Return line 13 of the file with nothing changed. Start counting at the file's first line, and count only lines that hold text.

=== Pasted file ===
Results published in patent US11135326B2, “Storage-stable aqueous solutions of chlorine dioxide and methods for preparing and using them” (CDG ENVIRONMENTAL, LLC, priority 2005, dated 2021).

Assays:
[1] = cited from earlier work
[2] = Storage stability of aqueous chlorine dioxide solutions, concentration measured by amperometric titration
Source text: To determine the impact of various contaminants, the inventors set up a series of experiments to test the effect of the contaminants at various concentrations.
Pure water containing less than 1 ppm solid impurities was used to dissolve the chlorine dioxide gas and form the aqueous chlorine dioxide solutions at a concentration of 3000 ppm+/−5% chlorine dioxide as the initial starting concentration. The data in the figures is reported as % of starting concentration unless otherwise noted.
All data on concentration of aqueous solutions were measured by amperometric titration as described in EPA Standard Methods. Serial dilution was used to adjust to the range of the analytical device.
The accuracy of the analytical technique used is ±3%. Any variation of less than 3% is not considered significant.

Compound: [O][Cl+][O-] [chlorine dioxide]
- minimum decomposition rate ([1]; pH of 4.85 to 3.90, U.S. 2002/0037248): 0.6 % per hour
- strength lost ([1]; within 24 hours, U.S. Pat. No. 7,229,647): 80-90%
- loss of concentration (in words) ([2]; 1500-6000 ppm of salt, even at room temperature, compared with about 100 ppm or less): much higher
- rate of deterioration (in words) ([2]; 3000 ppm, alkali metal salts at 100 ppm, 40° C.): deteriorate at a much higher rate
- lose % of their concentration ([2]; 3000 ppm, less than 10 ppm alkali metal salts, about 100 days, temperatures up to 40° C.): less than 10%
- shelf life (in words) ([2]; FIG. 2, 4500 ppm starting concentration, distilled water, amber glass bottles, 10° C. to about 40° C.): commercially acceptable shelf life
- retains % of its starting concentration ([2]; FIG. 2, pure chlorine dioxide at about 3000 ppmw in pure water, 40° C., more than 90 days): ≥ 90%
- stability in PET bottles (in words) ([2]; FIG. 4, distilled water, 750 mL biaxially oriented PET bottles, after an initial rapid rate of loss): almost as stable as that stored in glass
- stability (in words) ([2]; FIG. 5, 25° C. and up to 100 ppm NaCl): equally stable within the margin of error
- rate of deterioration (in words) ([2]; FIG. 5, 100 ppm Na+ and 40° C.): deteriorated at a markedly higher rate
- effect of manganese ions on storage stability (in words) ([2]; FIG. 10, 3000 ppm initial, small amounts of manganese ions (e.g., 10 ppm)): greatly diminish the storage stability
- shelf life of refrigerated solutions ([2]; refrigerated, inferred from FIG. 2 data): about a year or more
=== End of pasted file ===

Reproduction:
- rate of deterioration (in words) ([2]; 3000 ppm, alkali metal salts at 100 ppm, 40° C.): deteriorate at a much higher rate